After this visit, Shazar became actively involved in Zionist congresses, Jewish conferences, and international socialist gatherings. He was elected to the Poale Zion Committee in Stawiski. However, as the situation in Russia became more difficult for Jewish activists, Shazar moved to Germany, where he joined the Zionist labor movement and the organization known as "HaChalutz" (The Pioneer).
From 1912 to 1919, he studied history and philosophy at universities in Freiburg, Strasbourg, and Berlin. In May 1920, he married Rachel Katznelson in Jerusalem.
Settlement and Government
In 1924, Shazar immigrated to the Land of Israel and continued his involvement in the Labor Unity Party, which was formed by merging Poale Zion with non-party workers. He was also one of the founders of Mapai (the Workers' Party of the Land of Israel), which later became part of the Labor Party. Shazar served on the editorial board of the newspaper "Davar," which was the official newspaper of the Histadrut (the General Federation of Labor).
After the death of Berl Katznelson in 1944, Shazar was appointed as the chief editor of "Davar," a position he held until 1949. He also served as the director of the Am Oved publishing house and was a member of the Jewish Agency's Executive and the head of the Department of Education and Culture of the World Zionist Organization.
In 1945, following the Black Sabbath events, when members of the Jewish Agency Executive were arrested in Palestine, a temporary leadership of the Jewish Agency was established in Israel. Shazar was appointed as one of its members, along with Levi Eshkol and Rabbi Meir Bar-Ilan. During this time, they approved the establishment of 11 points in the Negev desert, an initiative led by Levi Eshkol.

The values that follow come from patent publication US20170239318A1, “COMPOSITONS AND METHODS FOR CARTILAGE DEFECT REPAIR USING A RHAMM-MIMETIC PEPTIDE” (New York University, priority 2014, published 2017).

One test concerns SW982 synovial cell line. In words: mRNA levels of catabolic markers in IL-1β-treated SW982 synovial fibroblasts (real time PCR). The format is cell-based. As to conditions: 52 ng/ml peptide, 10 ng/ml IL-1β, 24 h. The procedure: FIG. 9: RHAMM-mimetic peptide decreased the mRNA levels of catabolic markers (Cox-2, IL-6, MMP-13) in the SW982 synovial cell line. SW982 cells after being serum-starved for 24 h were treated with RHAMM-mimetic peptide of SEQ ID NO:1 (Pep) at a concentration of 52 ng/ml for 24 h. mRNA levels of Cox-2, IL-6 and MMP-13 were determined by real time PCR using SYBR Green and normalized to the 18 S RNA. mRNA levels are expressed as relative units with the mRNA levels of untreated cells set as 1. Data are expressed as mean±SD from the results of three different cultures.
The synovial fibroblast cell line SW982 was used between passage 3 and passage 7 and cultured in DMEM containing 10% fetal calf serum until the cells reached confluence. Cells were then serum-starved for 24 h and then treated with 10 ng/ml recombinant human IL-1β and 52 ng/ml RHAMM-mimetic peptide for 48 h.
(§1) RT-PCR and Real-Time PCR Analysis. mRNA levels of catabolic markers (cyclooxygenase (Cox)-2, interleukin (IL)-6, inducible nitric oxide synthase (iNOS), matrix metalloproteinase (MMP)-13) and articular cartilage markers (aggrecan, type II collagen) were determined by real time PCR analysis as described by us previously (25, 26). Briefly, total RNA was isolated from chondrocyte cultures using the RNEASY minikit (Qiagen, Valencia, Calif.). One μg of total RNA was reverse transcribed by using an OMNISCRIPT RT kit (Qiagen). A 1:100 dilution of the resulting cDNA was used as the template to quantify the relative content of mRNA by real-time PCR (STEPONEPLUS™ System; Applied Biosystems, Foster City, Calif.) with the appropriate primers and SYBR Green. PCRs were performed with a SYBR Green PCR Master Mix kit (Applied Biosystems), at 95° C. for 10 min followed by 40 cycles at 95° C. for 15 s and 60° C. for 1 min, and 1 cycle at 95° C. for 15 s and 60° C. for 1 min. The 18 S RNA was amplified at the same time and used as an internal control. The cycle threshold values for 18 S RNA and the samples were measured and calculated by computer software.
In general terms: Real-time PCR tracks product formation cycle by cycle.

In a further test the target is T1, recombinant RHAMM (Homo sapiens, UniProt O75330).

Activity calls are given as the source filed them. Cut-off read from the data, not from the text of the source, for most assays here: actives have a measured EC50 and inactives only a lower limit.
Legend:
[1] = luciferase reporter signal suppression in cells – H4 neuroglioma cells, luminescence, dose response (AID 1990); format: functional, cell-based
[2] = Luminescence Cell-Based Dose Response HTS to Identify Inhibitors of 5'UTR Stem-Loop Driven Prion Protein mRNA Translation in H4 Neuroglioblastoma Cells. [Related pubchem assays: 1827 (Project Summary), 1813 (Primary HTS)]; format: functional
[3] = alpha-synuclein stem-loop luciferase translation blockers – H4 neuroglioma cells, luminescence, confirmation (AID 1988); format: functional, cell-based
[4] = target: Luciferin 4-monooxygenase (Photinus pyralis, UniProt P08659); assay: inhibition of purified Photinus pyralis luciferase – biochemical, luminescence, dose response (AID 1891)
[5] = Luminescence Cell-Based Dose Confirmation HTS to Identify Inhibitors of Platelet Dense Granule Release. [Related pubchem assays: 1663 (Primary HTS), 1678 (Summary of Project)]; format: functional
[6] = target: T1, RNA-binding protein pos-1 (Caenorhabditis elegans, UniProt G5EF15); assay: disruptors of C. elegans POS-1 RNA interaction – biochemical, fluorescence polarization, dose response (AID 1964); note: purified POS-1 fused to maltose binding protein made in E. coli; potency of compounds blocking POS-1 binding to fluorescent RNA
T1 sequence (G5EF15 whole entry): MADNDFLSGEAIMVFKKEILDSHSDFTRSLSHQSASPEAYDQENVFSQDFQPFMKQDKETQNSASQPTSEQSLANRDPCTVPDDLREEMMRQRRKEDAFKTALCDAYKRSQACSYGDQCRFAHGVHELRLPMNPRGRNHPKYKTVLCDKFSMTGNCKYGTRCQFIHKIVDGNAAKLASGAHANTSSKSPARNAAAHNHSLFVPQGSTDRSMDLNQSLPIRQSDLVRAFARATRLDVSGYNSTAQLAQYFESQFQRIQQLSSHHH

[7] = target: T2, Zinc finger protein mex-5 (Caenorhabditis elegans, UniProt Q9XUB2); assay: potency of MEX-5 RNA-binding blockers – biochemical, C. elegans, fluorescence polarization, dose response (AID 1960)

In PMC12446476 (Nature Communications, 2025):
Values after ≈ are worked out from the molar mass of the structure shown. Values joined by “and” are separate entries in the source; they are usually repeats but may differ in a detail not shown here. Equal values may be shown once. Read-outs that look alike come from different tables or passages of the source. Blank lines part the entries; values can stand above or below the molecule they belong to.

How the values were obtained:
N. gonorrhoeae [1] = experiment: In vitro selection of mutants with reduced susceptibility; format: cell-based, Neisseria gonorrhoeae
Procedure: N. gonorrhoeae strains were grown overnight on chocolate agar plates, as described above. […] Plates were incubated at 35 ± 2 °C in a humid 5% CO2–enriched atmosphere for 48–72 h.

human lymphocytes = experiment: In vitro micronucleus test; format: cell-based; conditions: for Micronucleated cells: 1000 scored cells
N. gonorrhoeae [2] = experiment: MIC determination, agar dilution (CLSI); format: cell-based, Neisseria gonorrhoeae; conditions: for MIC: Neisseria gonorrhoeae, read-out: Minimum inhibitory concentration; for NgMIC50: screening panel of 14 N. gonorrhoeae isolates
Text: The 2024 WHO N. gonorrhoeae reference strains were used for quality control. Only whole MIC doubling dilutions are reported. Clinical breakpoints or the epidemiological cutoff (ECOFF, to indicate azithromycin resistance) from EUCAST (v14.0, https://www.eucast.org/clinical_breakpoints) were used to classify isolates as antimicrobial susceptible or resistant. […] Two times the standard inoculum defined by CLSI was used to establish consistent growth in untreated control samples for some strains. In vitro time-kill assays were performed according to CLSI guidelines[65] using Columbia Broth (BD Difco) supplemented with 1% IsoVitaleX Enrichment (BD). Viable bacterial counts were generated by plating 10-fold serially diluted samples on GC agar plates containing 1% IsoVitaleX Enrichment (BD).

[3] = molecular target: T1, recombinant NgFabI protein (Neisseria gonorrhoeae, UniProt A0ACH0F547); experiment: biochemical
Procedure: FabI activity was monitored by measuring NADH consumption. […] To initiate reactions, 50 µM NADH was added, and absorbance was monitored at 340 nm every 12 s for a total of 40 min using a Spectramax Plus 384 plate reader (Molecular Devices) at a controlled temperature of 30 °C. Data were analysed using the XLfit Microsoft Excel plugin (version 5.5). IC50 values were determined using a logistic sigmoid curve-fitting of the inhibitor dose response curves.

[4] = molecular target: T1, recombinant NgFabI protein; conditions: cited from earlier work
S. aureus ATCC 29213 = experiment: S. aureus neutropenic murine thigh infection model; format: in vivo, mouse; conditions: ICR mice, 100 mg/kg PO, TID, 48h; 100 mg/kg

These points were established on Yom Kippur of 1946 and played a significant role in the recommendation by the United Nations Special Committee on Palestine (UNSCOP) to include the Negev in the Jewish state.
When Israel became a state, Shazar was elected to the First Knesset and was appointed as the Minister of Education and Culture in the first Israeli government. During his tenure, he played a key role in enacting compulsory education legislation.
However, controversies arose regarding the nature of the educational system in Israel, specifically whether it should be a unified state system or follow different ideological streams.